This week we’re looking at the 5 Solas of the Reformation. We’ve talked about the book ends: Sola Scriptura and Sola Dei Gloria and about Sola Gratia. Today we look Sola Fide – faith alone.
I call this series “A Sola A Day to Drive the Heresies Away.” The five Solas were Latin phrases that emerged as slogan of the Protestant Reformation.
How a person could be justified and is justified — as a sinner reconciled to a Holy God — how that happens was the primary question the Reformers were seeking to address. The Reformers declaration that justification is by faith alone may have been their most radical claim.
In the 1,000 years prior to the Reformation a multi-layered bureaucratic industry had developed in which the agents of the church — popes, priests, monks, councils — created opportunities for the church to benefit financially from the need of people to be forgiven. In order to “achieve” justification, the common person had to be processed through what we view as layers of ecclesiastical red tape and only then would justification be conferred — by the church, through the priest.
As with the doctrine of grace we discussed yesterday, justification was not understood to be freely offered by God in Jesus Christ but instead, was something that had to be earned. If you had doubts that your loved one earned a sufficient amount of it prior to death, you could pay the priest and other church higher ups to seek God’s indulgence on their behalf after death. This practice robbed not only the people of their money but the Roman Catholic Church of its moral authority and mooring to the Bible.
It was as radical in the 1500’s for the Reformers to declare that justification was by grace alone, in faith alone, in Christ alone as it was for Jesus to declare that He and the Father were One. To declare that faith is a gift, and not something you buy nor earn — and grace is a gift — not something conferred by the church, and that Christ gives it to all who believe in Him, was a revolutionary liberation.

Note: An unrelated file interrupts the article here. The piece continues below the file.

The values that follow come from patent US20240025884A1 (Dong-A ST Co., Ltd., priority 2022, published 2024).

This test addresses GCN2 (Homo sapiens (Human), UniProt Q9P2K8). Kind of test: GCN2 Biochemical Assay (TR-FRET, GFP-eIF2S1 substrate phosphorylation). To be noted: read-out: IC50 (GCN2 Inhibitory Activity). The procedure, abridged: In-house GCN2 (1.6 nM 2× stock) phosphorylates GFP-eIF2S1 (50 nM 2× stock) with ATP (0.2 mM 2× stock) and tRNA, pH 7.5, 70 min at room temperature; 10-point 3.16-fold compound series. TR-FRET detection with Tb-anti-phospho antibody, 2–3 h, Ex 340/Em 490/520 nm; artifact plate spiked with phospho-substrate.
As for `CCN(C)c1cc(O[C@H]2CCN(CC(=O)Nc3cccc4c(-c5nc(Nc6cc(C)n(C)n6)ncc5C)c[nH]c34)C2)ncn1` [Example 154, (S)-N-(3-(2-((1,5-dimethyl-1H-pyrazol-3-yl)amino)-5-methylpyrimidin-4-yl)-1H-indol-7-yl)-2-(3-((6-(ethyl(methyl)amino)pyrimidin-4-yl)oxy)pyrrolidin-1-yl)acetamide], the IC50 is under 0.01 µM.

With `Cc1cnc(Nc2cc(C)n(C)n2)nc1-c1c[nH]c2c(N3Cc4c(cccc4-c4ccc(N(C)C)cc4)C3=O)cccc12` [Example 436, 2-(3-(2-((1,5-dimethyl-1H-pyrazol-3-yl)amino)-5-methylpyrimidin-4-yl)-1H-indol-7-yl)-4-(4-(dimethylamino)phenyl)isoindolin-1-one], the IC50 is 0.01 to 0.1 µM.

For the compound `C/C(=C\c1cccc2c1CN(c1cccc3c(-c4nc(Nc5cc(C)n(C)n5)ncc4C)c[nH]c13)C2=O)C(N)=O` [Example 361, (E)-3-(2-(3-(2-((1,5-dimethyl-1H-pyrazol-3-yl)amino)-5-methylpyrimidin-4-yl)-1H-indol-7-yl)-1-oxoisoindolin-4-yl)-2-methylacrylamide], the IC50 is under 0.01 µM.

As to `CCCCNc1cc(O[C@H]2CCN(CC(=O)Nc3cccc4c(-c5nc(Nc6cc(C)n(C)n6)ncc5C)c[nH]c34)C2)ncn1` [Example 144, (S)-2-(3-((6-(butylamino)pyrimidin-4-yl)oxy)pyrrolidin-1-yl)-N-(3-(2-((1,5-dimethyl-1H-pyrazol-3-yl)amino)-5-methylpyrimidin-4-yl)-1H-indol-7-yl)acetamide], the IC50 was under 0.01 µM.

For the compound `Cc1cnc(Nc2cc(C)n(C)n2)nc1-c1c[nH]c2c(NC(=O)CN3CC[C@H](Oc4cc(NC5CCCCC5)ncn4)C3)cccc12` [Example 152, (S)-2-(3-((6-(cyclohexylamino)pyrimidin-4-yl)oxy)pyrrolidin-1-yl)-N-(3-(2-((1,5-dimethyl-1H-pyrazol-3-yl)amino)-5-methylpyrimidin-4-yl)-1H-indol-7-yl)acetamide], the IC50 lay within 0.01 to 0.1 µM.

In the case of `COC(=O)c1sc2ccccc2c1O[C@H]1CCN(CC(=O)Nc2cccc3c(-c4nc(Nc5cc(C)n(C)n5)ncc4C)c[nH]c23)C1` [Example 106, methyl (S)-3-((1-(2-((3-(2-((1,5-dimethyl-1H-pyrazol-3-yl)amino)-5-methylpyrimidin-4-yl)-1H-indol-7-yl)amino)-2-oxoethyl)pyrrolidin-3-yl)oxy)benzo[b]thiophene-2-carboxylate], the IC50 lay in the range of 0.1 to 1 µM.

All of this literally, figuratively, eternally and temporally hangs on the Cross of Jesus Christ. So, the final Sola, Sola Christi, which we will examine on Monday is the key.
To stand at the foot of the cross is to know the depravity of Sin, the immeasurable grace of God, the nature of sacrificial love, the character of Christ, what obedience looks like, and the reality that there can be nothing left to do or say. We stand there on feet of faith alone.
It is by faith — not apart from reason but reasoned faith in the historical reality of Christ on the Cross — it is by the certain knowledge of faith that I accept the presence and power of the Holy Spirit, which enables me to read and receive and respond to the Bible as the Word of God, Jesus as both Savior and Lord, and willingly cooperate with the Spirit in the sanctification now underway.
We often put our faith today in what we can see, feel, hear and touch — if we need light we flip a switch, if we get a headache we pop a pill, if we want nearly anything we order it online and we have faith that 1,000 things will happen seamlessly to deliver it to us in 24 hours or less. We put our faith in one another on the road and we put our faith in air traffic controllers, computers and pilots to do for us things that we cannot comprehend. That’s why, when it comes to faith in God we think it’s our decision to make. We think it’s up to us to believe. As if in our believing it comes true.
The big news of the Reformation in 1517 remains big news today: Faith is a gift by which we are justified and in which we live. We are justified by faith and we live by faith — not in ourselves, but in God alone. That takes us back to the beginning of our Solas conversation, back to Sola Dei Gloria — this is now and always has been not about us but about God. It’s about God’s glory. Yes, even your faith, your faith experience, your faith expression, your justification by faith, your life of faith — is to the glory of God, alone.
How do I know? The Bible tells me so. As Peter writes in I Peter 1:7, “These” – the trials you’re experiencing in life – “these have come as proofs of the genuineness of your faith — of greater worth than gold, which perishes even though refined by fire — may result in praise, glory and honor when Jesus Christ is revealed.”
Listen to Carmen on The Reconnect as she celebrates the Reformation by focusing on “A Sola A Day to Drive the Heresies Away!”